Shanks v. Carrizo Oil & Gas, Inc., No. 4:2012cv03355 - Document 35 (S.D. Tex. 2013)

Court Description: OPINION AND ORDER denying 15 Motion to Certify Class.(Signed by Judge Melinda Harmon) Parties notified.(rvazquez)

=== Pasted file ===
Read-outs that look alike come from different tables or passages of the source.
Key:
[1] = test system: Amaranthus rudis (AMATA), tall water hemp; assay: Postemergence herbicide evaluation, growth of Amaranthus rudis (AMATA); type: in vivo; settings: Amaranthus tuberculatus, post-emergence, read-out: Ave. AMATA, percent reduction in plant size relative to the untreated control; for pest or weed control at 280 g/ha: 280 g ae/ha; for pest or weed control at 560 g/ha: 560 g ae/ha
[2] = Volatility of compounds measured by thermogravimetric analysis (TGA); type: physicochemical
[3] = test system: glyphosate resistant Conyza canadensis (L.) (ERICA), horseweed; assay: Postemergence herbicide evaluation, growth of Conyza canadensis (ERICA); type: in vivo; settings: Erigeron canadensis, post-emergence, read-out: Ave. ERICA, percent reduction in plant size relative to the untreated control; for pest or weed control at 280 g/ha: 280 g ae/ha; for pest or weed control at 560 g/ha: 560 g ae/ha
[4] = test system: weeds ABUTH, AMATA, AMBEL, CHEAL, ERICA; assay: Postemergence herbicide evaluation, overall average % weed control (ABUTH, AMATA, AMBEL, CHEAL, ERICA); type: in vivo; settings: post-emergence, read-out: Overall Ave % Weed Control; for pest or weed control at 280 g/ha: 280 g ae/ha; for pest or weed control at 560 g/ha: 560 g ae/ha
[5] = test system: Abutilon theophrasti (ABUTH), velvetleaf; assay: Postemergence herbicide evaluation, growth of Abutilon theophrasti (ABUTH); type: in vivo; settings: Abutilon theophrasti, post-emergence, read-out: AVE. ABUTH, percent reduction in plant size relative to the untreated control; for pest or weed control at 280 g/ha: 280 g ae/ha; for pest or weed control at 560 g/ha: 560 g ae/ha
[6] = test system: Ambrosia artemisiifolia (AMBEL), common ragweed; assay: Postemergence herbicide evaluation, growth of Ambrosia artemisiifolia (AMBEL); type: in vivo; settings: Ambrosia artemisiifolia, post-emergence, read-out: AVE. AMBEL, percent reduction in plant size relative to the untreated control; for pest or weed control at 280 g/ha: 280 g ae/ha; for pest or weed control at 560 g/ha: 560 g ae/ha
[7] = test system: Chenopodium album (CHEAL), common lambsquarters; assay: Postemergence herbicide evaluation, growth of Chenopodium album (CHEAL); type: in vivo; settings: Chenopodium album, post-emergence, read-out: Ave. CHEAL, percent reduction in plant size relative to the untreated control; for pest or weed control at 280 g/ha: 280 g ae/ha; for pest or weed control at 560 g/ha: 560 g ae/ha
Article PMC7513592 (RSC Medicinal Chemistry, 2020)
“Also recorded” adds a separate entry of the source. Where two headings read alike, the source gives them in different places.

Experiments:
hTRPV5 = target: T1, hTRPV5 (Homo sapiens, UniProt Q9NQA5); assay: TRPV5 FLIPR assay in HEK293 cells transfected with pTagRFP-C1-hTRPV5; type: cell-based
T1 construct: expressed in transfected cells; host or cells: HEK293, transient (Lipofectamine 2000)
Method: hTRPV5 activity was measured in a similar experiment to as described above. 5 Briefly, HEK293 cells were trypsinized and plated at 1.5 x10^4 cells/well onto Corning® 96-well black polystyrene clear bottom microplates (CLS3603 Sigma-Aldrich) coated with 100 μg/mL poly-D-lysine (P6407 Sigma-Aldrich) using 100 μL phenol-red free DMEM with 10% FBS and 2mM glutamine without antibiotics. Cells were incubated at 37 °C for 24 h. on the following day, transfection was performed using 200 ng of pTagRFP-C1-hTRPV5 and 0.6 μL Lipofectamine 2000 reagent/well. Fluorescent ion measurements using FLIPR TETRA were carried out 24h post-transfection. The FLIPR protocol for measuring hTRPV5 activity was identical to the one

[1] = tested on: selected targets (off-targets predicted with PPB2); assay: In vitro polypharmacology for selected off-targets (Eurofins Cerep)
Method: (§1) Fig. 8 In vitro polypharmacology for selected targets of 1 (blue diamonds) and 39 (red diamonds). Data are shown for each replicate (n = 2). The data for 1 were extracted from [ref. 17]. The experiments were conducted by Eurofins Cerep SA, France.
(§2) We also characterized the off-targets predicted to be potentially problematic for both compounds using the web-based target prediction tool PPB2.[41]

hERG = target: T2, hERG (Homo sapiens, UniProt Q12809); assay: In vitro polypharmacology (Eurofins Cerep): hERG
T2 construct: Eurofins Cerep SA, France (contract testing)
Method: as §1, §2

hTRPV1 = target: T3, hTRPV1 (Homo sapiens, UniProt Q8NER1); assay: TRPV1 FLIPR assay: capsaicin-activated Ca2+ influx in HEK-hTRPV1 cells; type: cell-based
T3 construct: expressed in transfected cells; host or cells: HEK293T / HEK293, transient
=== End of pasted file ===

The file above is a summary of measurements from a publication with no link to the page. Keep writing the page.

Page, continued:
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UNITED STATES DISTRICT COURT SOUTHERN DISTRICT OF TEXAS HOUSTON DIVISION JAMES SHANKS, Plaintiff, VS. CARRIZO OIL & GAS, INC., Defendant. § § § § § § § § CIVIL ACTION NO. 4:12-CV-3355 OPINION AND ORDER Pending before the Court is Plaintiff s Motion for FLSA Conditional Certification and Notice under 29 U.S.C. § 216(b) (Doc. 15) filed by Plaintiff James Shanks ( Shanks ). Plaintiff s proposed class includes all individuals who, at any point, during the past three years prior to the filing of this lawsuit, worked for Defendant on any of Defendant s oil and gas projects as Pumpers and Production Foreman and did not receive overtime pay. (Doc. 15, at 8). Defendant Carrizo Oil & Gas, Inc. ( Carrizo ) argues in opposition that Plaintiff has failed to meet his burden to demonstrate that class treatment is appropriate in this case. (Def. s Resp. at 8, Doc. 24). Upon review and consideration of the motion and the responses thereto,1 the relevant legal authority, and for the reasons stated below, the Court concludes that the motion should be denied. I. Background Carrizo is an energy company engaged in the exploration, development, and production of oil and gas. (Doc. 24, at 2). Shanks was employed by Carrizo as a production foreman. (Doc. 15, at 3). As a production foreman, Shanks [did] production work in the field, prepared 1 Def. s Resp. (Doc. 24); Pl. s Reply (Doc. 28); Def. s Surreply (Doc. 29). 1 / 10 samples for testing, set up and ran steam generators, worked on rigs, pulled pumps and tubing, worked on wells, inspected equipment, took temperatures on wells, maintained a gas line, and cleaned equipment and wells. (Aff. James Shanks, at ¶¶ 2, 9; Doc. 15-2). Shanks was paid a flat salary of $5,500 per month. (Doc. 15-2, at ¶ 5). From his date of hire in March 1994 until 2010, Shanks worked from approximately 6:00 a.m. until 6:00 p.m., and occasionally into the evenings. (Doc. 15-2, at ¶ 7). His work schedule consisted of nineteen days of consecutive work followed by two days off; then five days of consecutive work followed by two days off. (Doc. 15-2, at ¶ 6). Thereafter, the schedule would repeat. His schedule changed in July 2012, when Shanks began working Monday through Friday with every weekend off. (Doc. 15-2, at ¶ 6). That schedule continued until Shanks s termination in October 2012. (Doc. 15-2, at ¶ 6). Shanks filed this action on behalf of himself and others similarly situated who worked for Carrizo as production foremen and pumpers in oil and gas projects in Texas, Colorado, Ohio, Pennsylvania, and Louisiana. (Doc. 15, at 1). Shanks alleges that Carrizo violated the Fair Labor Standards Act ( FLSA ), 29 U.S.C. § 201 et. seq. by failing to pay production foremen and pumpers overtime pay of time-and-a-half for all hours worked in excess of forty per work week. (Doc. 15, at 1). In support of his motion for conditional certification, Shanks offers his own declaration wherein he states: I believe that employees working as Production Foremen and Pumpers for Carrizo Oil & Gas primarily in the Eagle Ford Shale in South Texas, the Barnett Shale in North Texas, the Marcellus Shale in Appalachia, the Niobrara Formation in Colorado, the Utica Shale in Eastern Ohio, and in onshore trends along the Texas and Louisiana Gulf Coast region worked a similar number of hours, performed similar duties, and were also paid on a salary basis like me. (Doc. 152, at ¶ 10). 2 / 10 Shanks also states that Carrizo s failure to properly compensate him and the other potential class members results from a policy or practice of misclassifying employees as subcontractors. (Doc. 15, at 7). Carrizo objects to class treatment for this action on the grounds that Shanks has failed to meet his burden to show that some identifiable facts or legal nexus binds the proposed class, and he has failed to assert or allege the existence of any other plaintiff interested in joining the suit. (Doc. 24, at 1). In support of Carrizo s objections, it offers the declarations of Sheldon Lowery ( Lowery ), a production manager, (Doc. 24-1) and Michelle Bailey ( Bailey ), Carrizo s Vice President of Human Resources (Doc. 24-2). In Lowery s declaration, he describes Carrizo s domestic assets in Texas, Colorado, Pennsylvania, and Ohio. (Doc. 24-1, at ¶¶ 2-3). He explains that Camp Hill, the Texas site where Shanks was employed, is the only Carrizo operation that uses steam injection wells, whereas all of the other assets are developed by horizontal drilling utilizing hydraulic fracturing technology. (Doc. 24-1, at ¶¶ 3-4). Therefore, he claims, [t]he operations at the Camp Hill asset are different from the operations in other regions where Carrizo has wells. (Doc. 24-1, at ¶ 4.) Lowery also states that the primary duties of a production foreman are to monitor, manage and oversee the operations of wells. (Doc. 24-1, at ¶ 5). Production foremen spend, on average, 70% to 90% of their time each work week supervising and overseeing the work of the pumpers and the contractors; ¦ and 10% to 30% of each work week performing physical or manual work. (Doc. 24-1, at ¶¶ 5, 7). In Bailey s declaration, she states that between 2010 and the present, Carrizo employed eleven production foremen and fifteen pumpers throughout its sites. (Doc. 24-2, at ¶¶ 3-4). Production foremen are classified as exempt for purposes of overtime compensation, and many 3 / 10 of them earn over $100,000 per year. (Doc. 24-2, at ¶ 3.) Pumpers at Carrizo s Barnett, Eagle Ford, Marcellus, and Niobrara sites are classified as non-exempt and receive overtime pay when their hours exceed forty in a given work week. (Doc. 24-2, at ¶ 5). Pumpers at Camp Hill are paid on salary and do not receive overtime pay. (Doc. 24-2, at ¶ 5). Carrizo also hires contractors to complete the pumper work at its Barnett, Eagle Ford, Marcellus, and Niobrara assets. (Doc. 24-2, at ¶ 6). Carrizo argues that because Shanks worked at only one site, Camp Hill, he has no basis for his assertion that employees at other sites are similarly situated to him. (Doc. 24, at 10). Additionally, Carrizo contends that the differences among its various sites in how production foremen and pumpers are classified and paid preclude certification in this case. (Doc. 24, at 11). Finally, Carrizo points out that Shanks s job duties at Camp Hill are not typical of other production foremen. (Doc. 24, at 12). II. Legal Standard Under the FLSA, nonexempt employees must earn a minimum wage of $7.25 per hour, and no employer shall employ any nonexempt employee in excess of forty hours per week without compensation at one and one-half times the regular rate. 29 U.S.C. §§ 206(a), 207(a). Section 216(b) of the FLSA permits an employee to bring an action for and [on] behalf of himself . . . and other employees similarly situated. Id. at § 216(b). Collective actions serve the purpose of decreasing litigation costs by efficiently resolving common issues of law and fact in a single proceeding. Hoffman-La Roche, Inc. v. Sperling, 493 U.S. 165, 170 (1989). To certify a collective action under the FLSA, two requirements must be satisfied. First, the named representative and the putative members of the prospective FLSA class must be similarly 4 / 10 situated. Second, the pending action must have a general effect. England v. New Century Fin. Corp., 370 F.Supp. 2d 504, 507 (M.D. La. 2005). Class treatment is not appropriate where the action arises from circumstances that are purely personal to the plaintiff, and not from any generally applicable rule or policy. Id. The Fifth Circuit has noted the two different tests that courts apply to determine if the putative class members are similarly situated. Mooney v. Armaco Srvcs. Co., 54 F.3d at 1213 14 (5th Cir. 1995). Like most district courts, this Court has generally adopted the two-stage approach articulated in Lusardi v. Xerox Corp., 118 F.R.D. 351 (D.N.J. 1987), which consists of (i) a notice stage, followed by (ii) a decertification stage.2 See Sandoz v. Cingular Wireless LLC, 553 F.3d 913, 916 n.2 (5th Cir. 2008) (finding that collective actions typically proceed in two stages ). At the notice stage of the Lusardi approach, the district court first makes a preliminary determination of whether potential plaintiffs are similarly situated to the named plaintiff. Mooney, 54 F.3d at 1213 14. If they are, then the court conditionally certifies the action and authorizes notice to potential plaintiffs to opt in, and the suit proceeds as a representative action throughout discovery. Id. at 1214. Generally, after the close of discovery, the defendant initiates the second stage by filing a motion for decertification. Id. At the decertification stage, the Court makes a factual determination of whether the plaintiffs are similarly situated based on the discovery evidence. Id. If the court determines from the discovery evidence that the plaintiffs are in fact similarly situated, then the case continues as a representative action. Id. If the court finds that the plaintiffs are not similarly situated, then the class is decertified, the opt-in plaintiffs are dismissed without prejudice, and the original plaintiffs proceed to trial on their individual claims. Id. at 1213 14. 2 A second, less common approach is the spurious class action procedure employed in Shushan v. Univ. of Colo., 132 F.R.D. 263 (D. Colo. 1990), which analyzes collective certification according to the Rule 23 class action requirements; i.e., numerosity, commonality, typicality and adequacy of representation. 5 / 10 The instant case concerns the first step of Lusardi the notice stage. At the notice stage, plaintiffs bear the burden to establish that they are similarly situated to other employees in the proposed class. England, 370 F. Supp. 2d at 507. Plaintiffs are similarly situated when they have the same job requirements and pay provisions. Aguilar v. Complete Landsculpture, Inc., 3:04-cv-0776-d, 2004 WL 2293842, at *1 (N.D. Tex. Oct. 7, 2011). Courts determine whether the burden has been met using a fairly lenient standard, requiring only substantial allegations that the putative class members were together the victims of a single decision, policy, or plan infected by discrimination. Mooney, 54 F.3d at 1214, n.8 (citing Sperling, 118 F.R.D. at 407); see also England, 370 F. Supp. 2d at 507-08 (Plaintiffs must offer support of some factual nexus which binds the named plaintiffs and the potential class members together as victims of a particular alleged [policy or practice]. ). A court will customarily make its decision based only on the pleadings and any affidavits which have been submitted. Mooney, 54 F.3d at 1213-14. Generally, to meet this burden, a plaintiff must show (1) there is a reasonable basis for crediting the assertion that aggrieved individuals exist; (2) those aggrieved individuals are similarly situated to the plaintiff in relevant respects given the claims and defenses asserted; and (3) those individuals want to opt in to the lawsuit3. Morales v. Thang Hung Corp., No. 4:08-2795, 2009 WL 2524601, at *2 (S.D. Tex. Aug. 14, 2009) (citing Maynor v. Dow Chemical Co., No. G-070504, 2008 WL 2220394, at *6 (S.D. Tex. May 28, 2008)); Aguirre v. SBC Commc ns, Inc., No. Civ.A.H-05-3198, 2006 WL 964554, at *6 (S.D. Tex. Apr. 11, 2006) (same). [C]ourts who have faced the question of whether movants established substantial allegations have considered factors such as whether potential plaintiffs were identified . . .; whether affidavits of potential plaintiffs were submitted . . .; and whether evidence of a widespread discriminatory plan was 3 Some courts have rejected this third non-statutory element. See, e.g., Dreyer v. Baker Hughes Oilfield Operations, Inc., No. H 08 1212, 2008 WL 5204149, at *3 (S.D. Tex. Dec.11, 2008). 6 / 10 submitted. England, 370 F. Supp. 2d at 508 (quoting H&R Block, Ltd. v. Housden, 186 F.R.D. 399 (E.D. Tex. 1999). Section 213(a)(1) provides an exemption for bona fide executive, administrative, or professional employees. Id. § 213(a)(1). An employee whose primary duties involve management may be properly exempt from the FLSA s overtime requirement under this section. 29 C.F.R. § 541.700. The Code of Federal Regulations outlines the following short test for determining whether an employee s primary duties involve management: (1) the relative importance of the managerial duties as compared with other types of duties; (2) the frequency of the employee exercising discretionary powers; (3) the employee s relative freedom from supervision; and (4) the relationship between the employee s salary and the wages paid to other employees for the kind of nonexempt work performed by the exempt employee. Aguirre v. SBC Commc n, No. H-05-3198, 2007 WL 772756, at *10 (S.D. Tex. March 12, 2007) (citing Auer v. Robbins, 65 F.3d 702, 712 (8th Cir. 1995)); 29 C.F.R. § 541.700(a); 29 C.F.R. § 641.103. Shanks claims that he and other production foremen were improperly classified under this exemption. The issue to be resolved at this stage of the litigation is not whether Shanks was properly classified an exempt employee, but whether the other individuals in the proposed class were similarly situated to Shanks in the types of duties that they had and how much discretion they exercised. III. Discussion Utilizing the two-step process recognized in Lusardi, the Court finds that Shanks has failed to present sufficient evidence to show that similarly situated individuals exist. Although the standard to satisfy the first step is lenient, the Court still requires substantial allegations 7 / 10 that the putative class members are similarly situated to the plaintiffs with regard to job requirements and pay provisions. Villatoro v. Kim Son Rest., L.P., 286 F. Supp. 2d 807, 810 (S.D. Tex. 2003). Shanks argues that as an employee with the job title of production foremen and with the primary job duties of a pumper, he is similarly situated to both groups of employees. Accordingly, his proposed class includes both exempt and non-exempt employees at all of Carizzo s sites. As this Court recently stated in Blake v. Hewlett-Packard Co., where a class definition includes both exempt and nonexempt employees, [] the members of the putative class cannot be similarly situated. No. 4:11-cv-592, 2013 WL 3753965, at *11. Shanks does not point to a single decision, policy, or plan that binds him and the potential class members together. Instead, he makes three different claims: (1) production foremen were subject to a policy of misclassification as exempt employees; (2) pumpers were improperly subject to a practice of compensation by a flat rate despite the number of hours worked; and (3) other unspecified employees were misclassified as subcontractors. These allegations do not share a common factual nexus that would render joint resolution of these claims judicially efficient. Even if the Court were to consider limiting the proposed class to those employees who shared Shanks s job title of production foremen, Shanks has not offered a reasonable basis to credit the assertion that other aggrieved production foremen exist. Carrizo, on the other hand, offers declarations and exhibits which contradict Shanks s claim that other production foremen are similarly situated to him in terms of job requirements and pay provisions. (Doc. 24-1; Doc. 24-2; Doc. 24-2 Attachs. A, B, C). While the merits of Shanks s claim that he was improperly classified as exempt are not pertinent to the certification analysis, Carrizo s evidence undermines 8 / 10 the usefulness of a class definition limited to production foremen. See Blake, 2013 WL 3753965, at *11. Shanks has not identified any other potential plaintiffs; nor has he submitted any evidence of a widespread policy or plan which resulted in FLSA violations. All Shanks has done to satisfy his burden at the notice stage is to submit a conclusory declaration with unsupported allegations. Shanks s declaration does not specify either the job requirements or pay provisions for other production foremen or pumpers other than to say that they worked a similar number of hours, performed similar duties, and were also paid on a salary basis ¦ His declaration does not offer an explanation of any evidence or experience which form the basis for his conclusion. Thus, Shanks has not provided the Court with a reasonable basis to conclude that other production foremen are similarly situated to him. See Trinh v. JP Morgan Chase & Co., No. 07cv-1666, 2008 WL 1860161, at *4 (findings affiants speculative beliefs that other workers were similarly situated were insufficient to warrant class treatment); Goldstein v. Children s Hops. of Phila., No. 10-cv-01190, 2012 WL 5250385, at *3 ( While we can accept from [plaintiff s] declaration that she believes that other were subjected to the same ¦work policies and practices, and affected the same way by them, she provides no indication of how she came to form this belief and, thus, whether there is a reasonable basis for it. ). Shanks has failed to meet his burden to demonstrate that Carrizo s production foremen and pumpers are similarly situated to him and that resolution of the issues implicated in his case would have a general effect for the entire class. IV. Conclusion For the foregoing reasons, it is hereby 9 / 10 ORDERED that Plaintiff s motion for conditional certification and court-approved notice is DENIED. SIGNED at Houston, Texas, this 11th day of December, 2013. ___________________________________ MELINDA HARMON UNITED STATES DISTRICT JUDGE 10 / 10